Safari in iOS and iPadOS 14.5 further limits the risk of information leak by proxying safe-browsing services via Apple servers to prevents user data from being returned to Google.

Maciej Stachowiak, Apple’s head of WebKit, has confirmed on Twitter that Safari in iOS 14.5 users a copy of Google’s Safe Browsing database that’s hosted on Apple’s own servers. Doing so helps further safeguard users’ privacy while using the company’s Safari browser.

How Safe Browsing works

Google Safe Browsing powers Apple’s Fraudulent Website Warning feature in Safari, which was designed to alert you when the site you’re about to visit is a suspected phishing website, a fraudulent website that masquerades as a legitimate one or a website that hosts malware.

An image showing a Safari logo set against a white background

The Safari & Privacy document on the Apple website states that Safari may use the Google Safe Browsing feature to determine if a website is fraudulent.

Before vs. after

The 8-Bit explains that Safari sends a hashed version of the URL to Google Safe Browsing to check if it’s a suspected fraudulent website. While the actual website address is never shared with the safe-browsing provider (it’s sent in an encoded form), Apple acknowledges that safe-browsing providers may log your IP address when information is sent to them.

With the change in iOS 14.5, Safari no longer pings the Safe Browsing database hosted on Google’s server. Rather, it uses an Apple proxy along with a copy of a database hosted on its own servers. This effectively stops user data from being returned to Google.

And when can I use this feature?

Apple is currently testing iOS 14.5 and iPadOS 14.5 with its registered developers and public beta testers. The updates are currently at beta 1, which Apple released last week. There will be at least a couple more betas before Apple declares so-called release candidates. As for when the general public might be able to enjoy the new featurs, the updates are dropping this spring.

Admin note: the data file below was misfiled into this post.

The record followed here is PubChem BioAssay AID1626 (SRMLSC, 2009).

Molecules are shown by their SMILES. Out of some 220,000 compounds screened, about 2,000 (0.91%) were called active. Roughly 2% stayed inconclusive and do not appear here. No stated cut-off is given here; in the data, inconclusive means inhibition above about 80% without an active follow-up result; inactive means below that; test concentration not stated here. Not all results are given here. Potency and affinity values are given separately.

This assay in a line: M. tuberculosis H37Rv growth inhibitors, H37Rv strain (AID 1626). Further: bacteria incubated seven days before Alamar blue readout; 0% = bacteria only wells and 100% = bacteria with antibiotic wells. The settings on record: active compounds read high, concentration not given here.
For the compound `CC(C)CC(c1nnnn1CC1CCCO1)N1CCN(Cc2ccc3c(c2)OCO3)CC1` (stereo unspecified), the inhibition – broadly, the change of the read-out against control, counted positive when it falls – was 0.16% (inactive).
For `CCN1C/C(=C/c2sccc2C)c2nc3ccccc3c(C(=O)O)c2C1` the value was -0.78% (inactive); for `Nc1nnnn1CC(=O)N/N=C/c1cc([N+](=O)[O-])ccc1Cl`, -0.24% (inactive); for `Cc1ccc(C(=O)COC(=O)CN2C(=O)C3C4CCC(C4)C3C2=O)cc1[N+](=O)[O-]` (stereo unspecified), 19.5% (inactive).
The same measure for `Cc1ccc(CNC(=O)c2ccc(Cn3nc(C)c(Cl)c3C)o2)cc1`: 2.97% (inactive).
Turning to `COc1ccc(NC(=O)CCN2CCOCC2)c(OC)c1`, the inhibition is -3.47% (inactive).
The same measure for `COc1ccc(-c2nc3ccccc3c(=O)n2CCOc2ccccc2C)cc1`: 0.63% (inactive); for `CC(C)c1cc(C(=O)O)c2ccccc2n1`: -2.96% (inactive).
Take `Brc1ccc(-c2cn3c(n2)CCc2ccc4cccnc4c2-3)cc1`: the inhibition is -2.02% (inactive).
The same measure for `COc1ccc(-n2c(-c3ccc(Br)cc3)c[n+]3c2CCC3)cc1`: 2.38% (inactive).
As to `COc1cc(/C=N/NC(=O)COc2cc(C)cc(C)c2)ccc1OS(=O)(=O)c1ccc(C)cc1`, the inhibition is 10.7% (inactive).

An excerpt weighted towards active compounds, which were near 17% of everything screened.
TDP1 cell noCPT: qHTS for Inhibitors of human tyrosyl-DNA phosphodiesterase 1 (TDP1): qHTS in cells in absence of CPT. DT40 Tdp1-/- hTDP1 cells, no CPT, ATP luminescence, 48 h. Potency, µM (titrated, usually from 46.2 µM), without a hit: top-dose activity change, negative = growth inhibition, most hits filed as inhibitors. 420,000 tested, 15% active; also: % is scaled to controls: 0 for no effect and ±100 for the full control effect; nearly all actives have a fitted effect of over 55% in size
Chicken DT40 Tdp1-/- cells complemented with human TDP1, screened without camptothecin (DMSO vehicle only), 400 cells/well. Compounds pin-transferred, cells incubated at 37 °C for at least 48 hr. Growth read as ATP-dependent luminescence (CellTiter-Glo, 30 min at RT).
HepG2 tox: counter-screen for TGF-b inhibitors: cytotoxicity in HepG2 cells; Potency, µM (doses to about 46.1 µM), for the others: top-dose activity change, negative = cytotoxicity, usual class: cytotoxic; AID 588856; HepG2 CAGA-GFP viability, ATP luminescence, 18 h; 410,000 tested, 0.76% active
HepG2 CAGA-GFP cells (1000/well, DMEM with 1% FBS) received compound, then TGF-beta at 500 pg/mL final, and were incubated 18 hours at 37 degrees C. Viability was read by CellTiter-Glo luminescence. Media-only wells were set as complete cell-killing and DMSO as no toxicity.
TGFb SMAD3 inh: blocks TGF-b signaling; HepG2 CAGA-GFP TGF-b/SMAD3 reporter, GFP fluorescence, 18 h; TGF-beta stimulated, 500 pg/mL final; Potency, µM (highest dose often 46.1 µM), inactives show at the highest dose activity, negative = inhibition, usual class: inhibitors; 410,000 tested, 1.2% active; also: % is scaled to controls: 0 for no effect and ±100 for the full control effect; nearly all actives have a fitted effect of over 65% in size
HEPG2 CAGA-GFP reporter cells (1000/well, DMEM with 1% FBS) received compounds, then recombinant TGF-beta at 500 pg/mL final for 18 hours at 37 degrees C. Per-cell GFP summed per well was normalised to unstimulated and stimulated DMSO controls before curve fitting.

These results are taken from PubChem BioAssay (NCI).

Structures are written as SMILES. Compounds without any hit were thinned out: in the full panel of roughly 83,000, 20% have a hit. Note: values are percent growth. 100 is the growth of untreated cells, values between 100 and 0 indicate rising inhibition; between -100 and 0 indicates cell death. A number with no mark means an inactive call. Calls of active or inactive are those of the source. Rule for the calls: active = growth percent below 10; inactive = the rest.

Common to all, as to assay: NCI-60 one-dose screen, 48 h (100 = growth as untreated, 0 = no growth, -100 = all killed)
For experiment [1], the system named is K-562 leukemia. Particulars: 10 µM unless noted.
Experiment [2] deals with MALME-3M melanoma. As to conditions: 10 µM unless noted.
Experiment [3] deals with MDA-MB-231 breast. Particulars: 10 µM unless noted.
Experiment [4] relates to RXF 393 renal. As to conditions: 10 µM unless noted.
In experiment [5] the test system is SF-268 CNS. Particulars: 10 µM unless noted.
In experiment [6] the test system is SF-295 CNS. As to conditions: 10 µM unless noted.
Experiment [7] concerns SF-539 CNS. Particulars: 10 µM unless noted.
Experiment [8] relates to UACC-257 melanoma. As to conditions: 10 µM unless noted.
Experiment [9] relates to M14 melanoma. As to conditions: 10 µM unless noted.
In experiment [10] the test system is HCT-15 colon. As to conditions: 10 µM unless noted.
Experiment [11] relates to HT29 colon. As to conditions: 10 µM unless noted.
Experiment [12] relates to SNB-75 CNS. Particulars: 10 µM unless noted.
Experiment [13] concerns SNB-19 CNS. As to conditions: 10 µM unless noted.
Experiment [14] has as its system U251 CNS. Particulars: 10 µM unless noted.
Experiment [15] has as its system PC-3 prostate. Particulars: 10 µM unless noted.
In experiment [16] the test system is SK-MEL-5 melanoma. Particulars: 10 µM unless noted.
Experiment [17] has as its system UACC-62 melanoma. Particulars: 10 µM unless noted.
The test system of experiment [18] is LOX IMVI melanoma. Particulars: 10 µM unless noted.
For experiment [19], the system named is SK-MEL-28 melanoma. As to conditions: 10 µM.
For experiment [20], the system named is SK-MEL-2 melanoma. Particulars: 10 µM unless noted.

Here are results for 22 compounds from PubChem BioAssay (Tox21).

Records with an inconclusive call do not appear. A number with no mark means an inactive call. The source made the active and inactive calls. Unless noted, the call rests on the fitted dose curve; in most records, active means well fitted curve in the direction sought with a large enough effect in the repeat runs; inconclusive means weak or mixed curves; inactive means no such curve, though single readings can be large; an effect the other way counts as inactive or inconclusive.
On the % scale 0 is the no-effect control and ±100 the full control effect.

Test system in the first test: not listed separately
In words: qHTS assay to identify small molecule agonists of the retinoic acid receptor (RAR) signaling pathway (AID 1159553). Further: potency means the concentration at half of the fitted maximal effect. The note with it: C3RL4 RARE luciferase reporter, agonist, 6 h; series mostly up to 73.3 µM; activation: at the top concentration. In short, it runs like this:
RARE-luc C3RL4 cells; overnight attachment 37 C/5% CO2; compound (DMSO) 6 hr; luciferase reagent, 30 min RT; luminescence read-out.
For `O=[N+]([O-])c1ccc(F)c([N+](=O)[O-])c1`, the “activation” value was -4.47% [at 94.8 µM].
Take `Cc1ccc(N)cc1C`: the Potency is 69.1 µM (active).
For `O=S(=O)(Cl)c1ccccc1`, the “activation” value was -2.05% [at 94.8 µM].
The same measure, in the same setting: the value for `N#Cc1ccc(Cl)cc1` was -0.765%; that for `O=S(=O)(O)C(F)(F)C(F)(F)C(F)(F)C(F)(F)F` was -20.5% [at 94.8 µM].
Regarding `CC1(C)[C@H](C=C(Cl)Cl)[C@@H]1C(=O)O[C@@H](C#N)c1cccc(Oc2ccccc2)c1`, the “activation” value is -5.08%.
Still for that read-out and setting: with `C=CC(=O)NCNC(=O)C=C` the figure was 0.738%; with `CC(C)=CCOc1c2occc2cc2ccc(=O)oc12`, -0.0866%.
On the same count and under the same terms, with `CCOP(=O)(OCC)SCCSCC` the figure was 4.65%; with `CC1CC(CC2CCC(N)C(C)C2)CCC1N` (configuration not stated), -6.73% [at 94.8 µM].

We need to point out that Apple might ultimately drop this new Dsafari feature from shipping versions of iOS 14.5 and iPadOS 14.5. It wouldn’t be the first time a new feature was present in an iOS beta release only to mysteriously disappear from the commercial release.

Safari’s Fraudulent Website Warning feature

At present, there’s no user-facing switch available to tell Safari to proxy the Google Safe Browsing service. It seems to be one of those under-the-hood features that work on autopilot to protect user privacy. However, you can disable Apple’s Fraudulent Website Warning feature.

An iPhone screenshot showing the Security & Privacy section of the Safari settings with the Fraudulent Website Warning feature switched on

To do so, venture into Settings → Safari on your device, then slide the switch labeled “Fraudulent Website Warning” to the OFF position. With the feature disabled, Safari will no longer flags websites known to be malicious in nature.

You’re wholeheartedly recommended to keep this helpful feature turned on. Doing so will ensure you receive a warning before visiting a fraudulent website that masquerades as a legitimate one, such as a bank, financial institution or your email service provider.

Other new Safari features in iOS 14.5

Safari in iOS 14.5 is also getting support for third-party extensions that will allow you to customize your New Window and New Tab pages. And with its App Tracking Transparency initiative, apps will need to seek user permission for tracking across other apps and websites.

To make accessing your saved Safari passwords easier on non-Apple platforms, the company has now released the iCloud Passwords extension for the Windows version of Chrome.

Google and Apple also continue to play a game of cat and mouse in terms of Picture-in-Picture support for YouTube videos in Safari. The current iOS 14.5 beta has now reinstated PiP support for YouTube videos in Safari, but it probably won’t last long as Google has gone to great lengths to disable the feature before.